By: Aayza Asim, Ariana Macau,

swimminghersheyΠολεοδομικά Έργα

25 Νοε 2013 (πριν από 3 χρόνια και 8 μήνες)

58 εμφανίσεις

By:
Aayza

Asim
, Ariana Macau,
and
DaSom


A military
stalemate strategy


Soldiers
lived in deep trenches and
underground
bunkers


Troops
fought to break through enemy
lines by attacking in suicide charges
into machine gun
fire


T
he
first trenches were hurriedly
made
as people expected a short war


The trenches
were holes dug by
soldiers to protect themselves from the
enemy


Often
flooded and
collapsed



As the front line
stabilized
, these
trenches became
deeper


Trench construction was
difficult



I
t
took nearly
6
hours for 450
men to construct 250 meters of
trench.



After this, they
would have to
add the other materials
necessary: barbed wire, board
walks, and sand
bags


A
dvances
in firepower did not match advances in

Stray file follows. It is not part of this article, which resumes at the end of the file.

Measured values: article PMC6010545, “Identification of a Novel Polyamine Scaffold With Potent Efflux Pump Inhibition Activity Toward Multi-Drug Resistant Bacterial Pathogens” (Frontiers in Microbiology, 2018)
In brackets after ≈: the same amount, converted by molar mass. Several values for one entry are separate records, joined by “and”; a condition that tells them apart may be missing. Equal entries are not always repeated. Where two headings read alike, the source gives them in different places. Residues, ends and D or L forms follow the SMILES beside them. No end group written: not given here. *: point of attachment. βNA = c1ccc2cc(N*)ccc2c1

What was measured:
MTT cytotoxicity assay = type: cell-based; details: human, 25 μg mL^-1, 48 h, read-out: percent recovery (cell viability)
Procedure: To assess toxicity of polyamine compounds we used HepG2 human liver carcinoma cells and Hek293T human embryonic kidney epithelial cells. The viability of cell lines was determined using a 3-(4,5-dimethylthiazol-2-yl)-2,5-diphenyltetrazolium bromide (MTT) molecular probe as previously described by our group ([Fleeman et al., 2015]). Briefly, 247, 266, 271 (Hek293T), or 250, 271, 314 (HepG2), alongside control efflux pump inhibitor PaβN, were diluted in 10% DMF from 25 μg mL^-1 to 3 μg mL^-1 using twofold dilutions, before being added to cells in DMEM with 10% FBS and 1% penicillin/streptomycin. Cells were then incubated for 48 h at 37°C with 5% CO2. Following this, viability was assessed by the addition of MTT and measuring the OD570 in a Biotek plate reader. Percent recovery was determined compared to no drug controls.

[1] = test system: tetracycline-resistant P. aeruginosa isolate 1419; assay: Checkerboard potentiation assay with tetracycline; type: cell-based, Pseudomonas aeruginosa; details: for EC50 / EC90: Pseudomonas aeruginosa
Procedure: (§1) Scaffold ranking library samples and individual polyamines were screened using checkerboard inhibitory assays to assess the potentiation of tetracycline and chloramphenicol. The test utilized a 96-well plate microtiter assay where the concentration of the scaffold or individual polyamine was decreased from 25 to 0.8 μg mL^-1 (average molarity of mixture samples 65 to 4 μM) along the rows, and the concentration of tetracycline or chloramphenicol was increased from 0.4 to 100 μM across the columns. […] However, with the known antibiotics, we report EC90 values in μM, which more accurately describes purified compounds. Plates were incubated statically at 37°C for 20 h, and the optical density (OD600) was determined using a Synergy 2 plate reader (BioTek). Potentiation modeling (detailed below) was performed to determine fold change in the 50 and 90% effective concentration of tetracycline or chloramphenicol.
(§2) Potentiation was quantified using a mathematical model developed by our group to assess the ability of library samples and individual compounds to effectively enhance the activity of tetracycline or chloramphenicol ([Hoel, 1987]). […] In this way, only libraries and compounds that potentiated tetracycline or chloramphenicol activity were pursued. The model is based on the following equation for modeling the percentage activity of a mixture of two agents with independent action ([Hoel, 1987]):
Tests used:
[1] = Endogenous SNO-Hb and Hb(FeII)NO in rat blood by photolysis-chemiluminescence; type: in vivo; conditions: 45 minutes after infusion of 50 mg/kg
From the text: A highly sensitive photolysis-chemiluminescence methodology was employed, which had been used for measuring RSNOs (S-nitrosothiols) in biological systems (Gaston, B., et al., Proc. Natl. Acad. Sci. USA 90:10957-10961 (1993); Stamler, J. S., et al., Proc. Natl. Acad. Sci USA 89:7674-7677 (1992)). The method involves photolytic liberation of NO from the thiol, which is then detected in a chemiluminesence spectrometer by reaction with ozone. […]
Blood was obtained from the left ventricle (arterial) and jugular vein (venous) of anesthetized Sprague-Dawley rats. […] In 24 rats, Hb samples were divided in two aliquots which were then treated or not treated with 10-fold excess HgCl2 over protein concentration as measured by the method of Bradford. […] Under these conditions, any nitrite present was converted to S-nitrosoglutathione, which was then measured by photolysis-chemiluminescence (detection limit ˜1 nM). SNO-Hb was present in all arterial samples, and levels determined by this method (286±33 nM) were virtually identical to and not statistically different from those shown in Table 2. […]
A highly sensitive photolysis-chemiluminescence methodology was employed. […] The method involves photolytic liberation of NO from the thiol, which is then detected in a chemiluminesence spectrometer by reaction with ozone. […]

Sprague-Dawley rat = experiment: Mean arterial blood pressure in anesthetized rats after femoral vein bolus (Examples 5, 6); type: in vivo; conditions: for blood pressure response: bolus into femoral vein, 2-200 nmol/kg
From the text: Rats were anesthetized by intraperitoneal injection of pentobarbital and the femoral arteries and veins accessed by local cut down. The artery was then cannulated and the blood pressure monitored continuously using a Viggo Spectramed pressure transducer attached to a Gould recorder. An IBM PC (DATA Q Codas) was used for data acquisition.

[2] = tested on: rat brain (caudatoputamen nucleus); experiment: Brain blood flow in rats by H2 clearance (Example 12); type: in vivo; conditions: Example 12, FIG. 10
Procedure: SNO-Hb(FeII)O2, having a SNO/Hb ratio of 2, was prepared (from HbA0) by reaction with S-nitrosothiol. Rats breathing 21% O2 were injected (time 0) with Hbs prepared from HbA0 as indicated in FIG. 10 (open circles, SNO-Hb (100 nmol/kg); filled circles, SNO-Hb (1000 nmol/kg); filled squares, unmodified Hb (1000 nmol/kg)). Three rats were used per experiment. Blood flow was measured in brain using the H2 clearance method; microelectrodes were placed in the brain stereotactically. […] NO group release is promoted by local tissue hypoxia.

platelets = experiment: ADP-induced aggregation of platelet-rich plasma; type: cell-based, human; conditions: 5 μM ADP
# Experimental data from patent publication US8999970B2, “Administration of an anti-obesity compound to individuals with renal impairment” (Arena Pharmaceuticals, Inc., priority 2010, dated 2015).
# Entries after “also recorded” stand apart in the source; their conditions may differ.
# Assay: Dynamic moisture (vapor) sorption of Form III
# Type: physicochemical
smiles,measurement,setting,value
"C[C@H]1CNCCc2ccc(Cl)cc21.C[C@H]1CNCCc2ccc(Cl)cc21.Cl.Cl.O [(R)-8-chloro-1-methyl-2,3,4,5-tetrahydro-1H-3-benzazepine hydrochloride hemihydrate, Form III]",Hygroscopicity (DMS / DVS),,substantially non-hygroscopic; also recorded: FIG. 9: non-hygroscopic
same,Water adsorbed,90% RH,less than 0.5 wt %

mobility; resulting in the invention of trench warfare


D
efender
held the
advantage


In
World War I, both sides constructed
trenches
with
dugout systems opposing each other along a
front


No Man’s Land was
fully exposed to artillery fire
from both
sides


Germany used reinforced concrete to construct deep,
shellproof, ventilated dugouts


France relied on artillery and reserves, not
entrenchment




C
onsisted
of three parallel lines
:

1.
Front Trench
:

point at which a
communication
trench intersected

2.
Support
Trench
: the battalion would retreat
when the front trench was attacked

3.
Third
Reserve Trench
: reserve troops
assembled for a counter
-
attack if the front
trenches were
breeched



The

barbed

wire

removed

any

chance

of

a

surprise

attack

since

the

other

side

would

always

have

plenty

of

warning


Reconnaissance

aircrafts

could

spot

troops

on

the

roads

leading

up

to

the

trenches


Trenches

were

very

difficult

to

capture

because

a

trench

system

consisted

of

at

least

three

lines

of

trenches



the

increased

fire
-
power

made

frontal

attacks

suicidal

and

made

cavalry

useless,

and

there

was

plenty

of

warning

before

a

surprise

attack
.






The trenches of World War One were